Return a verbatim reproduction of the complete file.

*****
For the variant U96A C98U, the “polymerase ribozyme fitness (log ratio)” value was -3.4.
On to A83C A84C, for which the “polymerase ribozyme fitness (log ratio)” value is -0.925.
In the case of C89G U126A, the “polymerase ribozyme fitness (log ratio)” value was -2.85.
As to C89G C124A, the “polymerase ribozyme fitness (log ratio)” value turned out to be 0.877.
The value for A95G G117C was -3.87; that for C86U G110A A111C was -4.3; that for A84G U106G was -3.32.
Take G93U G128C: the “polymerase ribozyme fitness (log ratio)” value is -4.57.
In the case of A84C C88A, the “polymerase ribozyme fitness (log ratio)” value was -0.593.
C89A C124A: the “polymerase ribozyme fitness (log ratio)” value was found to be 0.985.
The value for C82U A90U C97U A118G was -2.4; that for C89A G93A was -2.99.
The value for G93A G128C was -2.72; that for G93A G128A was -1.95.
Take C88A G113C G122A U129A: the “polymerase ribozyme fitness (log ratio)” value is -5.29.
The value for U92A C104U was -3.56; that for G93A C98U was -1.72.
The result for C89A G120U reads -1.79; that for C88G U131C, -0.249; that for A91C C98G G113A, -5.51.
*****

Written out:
For the variant U96A C98U, the “polymerase ribozyme fitness (log ratio)” value was -3.4.
On to A83C A84C, for which the “polymerase ribozyme fitness (log ratio)” value is -0.925.
In the case of C89G U126A, the “polymerase ribozyme fitness (log ratio)” value was -2.85.
As to C89G C124A, the “polymerase ribozyme fitness (log ratio)” value turned out to be 0.877.
The value for A95G G117C was -3.87; that for C86U G110A A111C was -4.3; that for A84G U106G was -3.32.
Take G93U G128C: the “polymerase ribozyme fitness (log ratio)” value is -4.57.
In the case of A84C C88A, the “polymerase ribozyme fitness (log ratio)” value was -0.593.
C89A C124A: the “polymerase ribozyme fitness (log ratio)” value was found to be 0.985.
The value for C82U A90U C97U A118G was -2.4; that for C89A G93A was -2.99.
The value for G93A G128C was -2.72; that for G93A G128A was -1.95.
Take C88A G113C G122A U129A: the “polymerase ribozyme fitness (log ratio)” value is -5.29.
The value for U92A C104U was -3.56; that for G93A C98U was -1.72.
The result for C89A G120U reads -1.79; that for C88G U131C, -0.249; that for A91C C98G G113A, -5.51.